Question about a High Head

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Model T Ford Forum: Forum 2014: Question about a High Head
Top of pagePrevious messageNext messageBottom of page Link to this message  By William L Vanderburg on Tuesday, March 11, 2014 - 05:10 pm:

I have a high comp. head that has had all four plugs broken to the point where nothing sticks out of the top.

Any recommendations on how to remove the remaining parts of the plugs?


Top of pagePrevious messageNext messageBottom of page Link to this message  By Dave DeYoung ......... Stoughton, WI on Tuesday, March 11, 2014 - 05:15 pm:

I would knock out what is left of the porcelain center, place a 3/8 of 1/2 cap screw in the hole and carefully weld it to the plug base. The weld will not stick to the cast.


Top of pagePrevious messageNext messageBottom of page Link to this message  By David Stroud on Tuesday, March 11, 2014 - 05:32 pm:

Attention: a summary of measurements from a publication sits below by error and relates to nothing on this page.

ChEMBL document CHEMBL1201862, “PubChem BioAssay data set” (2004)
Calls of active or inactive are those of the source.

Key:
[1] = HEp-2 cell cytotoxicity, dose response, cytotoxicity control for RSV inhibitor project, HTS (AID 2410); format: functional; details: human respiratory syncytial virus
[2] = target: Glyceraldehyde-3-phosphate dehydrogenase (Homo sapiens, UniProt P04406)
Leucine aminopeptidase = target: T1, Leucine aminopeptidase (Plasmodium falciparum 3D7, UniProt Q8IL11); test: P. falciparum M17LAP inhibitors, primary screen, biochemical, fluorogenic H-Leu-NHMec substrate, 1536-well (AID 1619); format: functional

If you can get all of the porcelain out, just heat the remainder of the plugs red hot and then walk away for a while and let them cool completely. After they are completely cool, they will most likely screw out with your fingers, or at least with little effort. Dave


Top of pagePrevious messageNext messageBottom of page Link to this message  By William L Vanderburg on Tuesday, March 11, 2014 - 05:57 pm:

Nothing on these are screwing out with any fingers. NOTHING remains above the hole. All that is in the holes is the plugs original threaded part. Not even anything to put a wrench on.


Top of pagePrevious messageNext messageBottom of page Link to this message  By Robert Scott Owens on Tuesday, March 11, 2014 - 06:01 pm:

As David said heat it up and them let it cool. Then use an easy out and the threaded part should unscrew. The easy out is a tool that turns counter clock wise and has a spiral thread that is tapered. It will bite in and spin out the reaming material of the plug. Scott


Top of pagePrevious messageNext messageBottom of page Link to this message  By Clayton Swanson on Tuesday, March 11, 2014 - 06:12 pm: